Arts & Culture

Interviews and stories about art, culture, music, books, food / dining and sports.

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Copyright 2018 Fresh Air. To see more, visit Fresh Air.

TERRY GROSS, HOST:

Memoir Of A Black Lives Matter Activist

6 hours ago

Officer Darren Wilson shot unarmed black teenager Michael Brown in Ferguson, MO on August 9. Activist DeRay Mckesson moved to Ferguson on August 16.

He told NPR’s Michele Martin about what compelled him to uproot his life and help the Black Lives Matter movement take shape.

'Bitter Orange' Keeps The Tension Simmering

8 hours ago

All horror is rooted in claustrophobia, the tight confines of the grave, the no-way-out precincts of the haunted house, the airless nightmare from which one cannot awake. In her finely crafted psychological thriller Bitter Orange, the devilish novelist Claire Fuller turns this concept upside down, giving us a sunny, summery, open backdrop that nevertheless becomes a vise tightening around the throats of both the main character and the reader.

KCRW welcomed Cat Power for her first live radio session behind her latest album, Wanderer. "In Your Face" features Power's vocals front and center as she strips things back for a hushed performance.

Years before Taylor Swift's ascent, the Dixie Chicks were the turn of the century's country crossover success story.

It's hard to make time for history books when there is so much history crashing down on us every single day — and especially when that history is divisive, aggressive and seemingly never-ending.

Rosanne Cash is a highly distinguished singer and songwriter. Since she released her debut in 1978, she's built a fantastic body of work. She's released thirteen studio albums with highlights including Seven Year Ache (1981), The Wheel (1993), and 2009's The List, a collection of 12 essential country songs she recorded from a list of 100 country songs that her father, Johnny Cash, gave her.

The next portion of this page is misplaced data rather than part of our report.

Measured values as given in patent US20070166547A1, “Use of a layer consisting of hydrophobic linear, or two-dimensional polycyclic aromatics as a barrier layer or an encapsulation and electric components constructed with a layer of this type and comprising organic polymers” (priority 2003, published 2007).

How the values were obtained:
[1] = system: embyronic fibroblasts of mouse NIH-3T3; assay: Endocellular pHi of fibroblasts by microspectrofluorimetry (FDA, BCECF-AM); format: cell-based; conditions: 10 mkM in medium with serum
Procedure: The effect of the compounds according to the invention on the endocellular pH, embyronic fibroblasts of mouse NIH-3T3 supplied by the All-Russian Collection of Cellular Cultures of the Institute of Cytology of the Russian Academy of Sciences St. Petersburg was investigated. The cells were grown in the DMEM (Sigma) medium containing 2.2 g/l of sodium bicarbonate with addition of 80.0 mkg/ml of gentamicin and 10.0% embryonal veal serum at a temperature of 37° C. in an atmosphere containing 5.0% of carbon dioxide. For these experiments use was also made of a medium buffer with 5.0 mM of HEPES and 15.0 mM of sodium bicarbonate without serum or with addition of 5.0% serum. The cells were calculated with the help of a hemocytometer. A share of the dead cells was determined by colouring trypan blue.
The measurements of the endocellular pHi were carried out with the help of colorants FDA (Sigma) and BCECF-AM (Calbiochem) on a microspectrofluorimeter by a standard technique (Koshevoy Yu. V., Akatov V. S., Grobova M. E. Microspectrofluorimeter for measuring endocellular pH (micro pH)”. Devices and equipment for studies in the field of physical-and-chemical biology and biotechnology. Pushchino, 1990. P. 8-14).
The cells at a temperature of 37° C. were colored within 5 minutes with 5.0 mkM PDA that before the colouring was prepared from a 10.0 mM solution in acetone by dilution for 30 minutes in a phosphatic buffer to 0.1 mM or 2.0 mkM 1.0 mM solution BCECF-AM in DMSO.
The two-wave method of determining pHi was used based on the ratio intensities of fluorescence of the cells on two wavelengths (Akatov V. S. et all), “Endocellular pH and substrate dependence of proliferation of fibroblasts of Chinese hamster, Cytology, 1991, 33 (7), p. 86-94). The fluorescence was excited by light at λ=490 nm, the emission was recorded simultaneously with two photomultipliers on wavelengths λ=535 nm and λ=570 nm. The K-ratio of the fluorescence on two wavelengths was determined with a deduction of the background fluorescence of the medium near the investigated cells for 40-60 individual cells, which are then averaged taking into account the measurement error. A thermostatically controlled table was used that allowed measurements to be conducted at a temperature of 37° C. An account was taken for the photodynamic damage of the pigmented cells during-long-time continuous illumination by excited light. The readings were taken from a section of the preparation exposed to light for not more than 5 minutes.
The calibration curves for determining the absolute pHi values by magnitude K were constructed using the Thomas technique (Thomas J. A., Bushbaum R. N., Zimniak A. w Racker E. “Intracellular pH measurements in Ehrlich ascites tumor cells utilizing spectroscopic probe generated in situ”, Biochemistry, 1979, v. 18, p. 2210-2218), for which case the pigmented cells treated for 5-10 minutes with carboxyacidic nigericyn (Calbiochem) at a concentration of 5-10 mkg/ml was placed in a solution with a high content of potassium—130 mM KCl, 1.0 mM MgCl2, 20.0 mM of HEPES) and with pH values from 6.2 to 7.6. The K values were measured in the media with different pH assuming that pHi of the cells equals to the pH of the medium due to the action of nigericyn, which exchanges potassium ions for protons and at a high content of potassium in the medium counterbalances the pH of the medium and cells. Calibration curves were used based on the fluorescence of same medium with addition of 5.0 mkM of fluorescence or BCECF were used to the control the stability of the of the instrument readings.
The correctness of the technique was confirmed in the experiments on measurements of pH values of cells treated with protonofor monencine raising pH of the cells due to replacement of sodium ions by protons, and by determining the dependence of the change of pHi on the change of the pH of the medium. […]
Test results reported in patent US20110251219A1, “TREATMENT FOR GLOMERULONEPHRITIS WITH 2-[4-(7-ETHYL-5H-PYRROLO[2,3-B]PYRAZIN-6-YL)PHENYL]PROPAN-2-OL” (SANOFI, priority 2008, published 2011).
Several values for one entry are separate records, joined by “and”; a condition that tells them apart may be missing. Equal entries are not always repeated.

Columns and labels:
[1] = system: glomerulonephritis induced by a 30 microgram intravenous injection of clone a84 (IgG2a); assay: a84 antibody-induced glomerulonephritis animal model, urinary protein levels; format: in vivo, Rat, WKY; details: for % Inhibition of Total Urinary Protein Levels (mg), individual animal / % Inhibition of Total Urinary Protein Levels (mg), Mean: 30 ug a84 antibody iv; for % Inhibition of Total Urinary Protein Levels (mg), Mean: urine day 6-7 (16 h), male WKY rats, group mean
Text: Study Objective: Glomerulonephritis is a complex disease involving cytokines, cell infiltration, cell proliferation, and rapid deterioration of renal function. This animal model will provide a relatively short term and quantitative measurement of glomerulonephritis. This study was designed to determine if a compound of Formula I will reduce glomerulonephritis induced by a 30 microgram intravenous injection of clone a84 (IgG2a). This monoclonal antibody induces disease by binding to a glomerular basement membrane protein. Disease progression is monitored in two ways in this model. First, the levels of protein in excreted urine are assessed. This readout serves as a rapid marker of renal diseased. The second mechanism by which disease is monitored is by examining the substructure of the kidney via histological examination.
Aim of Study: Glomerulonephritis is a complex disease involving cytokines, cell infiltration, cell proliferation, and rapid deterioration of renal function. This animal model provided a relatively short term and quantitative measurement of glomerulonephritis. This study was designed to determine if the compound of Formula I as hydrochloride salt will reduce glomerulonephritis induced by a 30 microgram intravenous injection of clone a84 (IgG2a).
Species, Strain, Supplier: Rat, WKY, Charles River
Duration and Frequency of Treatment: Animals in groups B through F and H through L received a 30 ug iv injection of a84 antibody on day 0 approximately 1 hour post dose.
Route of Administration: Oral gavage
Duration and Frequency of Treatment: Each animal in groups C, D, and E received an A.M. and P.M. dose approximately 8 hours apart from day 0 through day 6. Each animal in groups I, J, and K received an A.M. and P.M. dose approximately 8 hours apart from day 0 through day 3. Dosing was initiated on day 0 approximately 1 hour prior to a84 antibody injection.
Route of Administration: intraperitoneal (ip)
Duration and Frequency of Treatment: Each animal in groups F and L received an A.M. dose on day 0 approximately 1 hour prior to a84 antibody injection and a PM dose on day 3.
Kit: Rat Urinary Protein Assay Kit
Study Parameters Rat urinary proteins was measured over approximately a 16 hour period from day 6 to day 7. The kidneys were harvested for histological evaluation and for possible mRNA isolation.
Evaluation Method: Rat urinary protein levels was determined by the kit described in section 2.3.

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Until recently, most classical music videos have been humdrum affairs. Musicians, in concert attire, earnestly produce their notes with eyes closed and heads tilted in a beatific expression, somewhere between a migraine and an attempt to channel Bach from the heavens.

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DAVID GREENE, HOST:

Let's remember this morning how Havana sounded back in the 1950s and 1960s.

(SOUNDBITE OF MUSIC)

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RACHEL MARTIN, HOST:

One of art's greatest qualities is its ability to give voice to the voiceless. When rendered in song, little-heard stories can find broad audiences, bridging gaps and building connection between disparate communities and lines of thought. The phrase "now more than ever" is wildly overused these days, but songs of this nature have taken on a heightened significance as divides across class, race, gender and party lines have grown wider and deeper since the 2016 presidential election.

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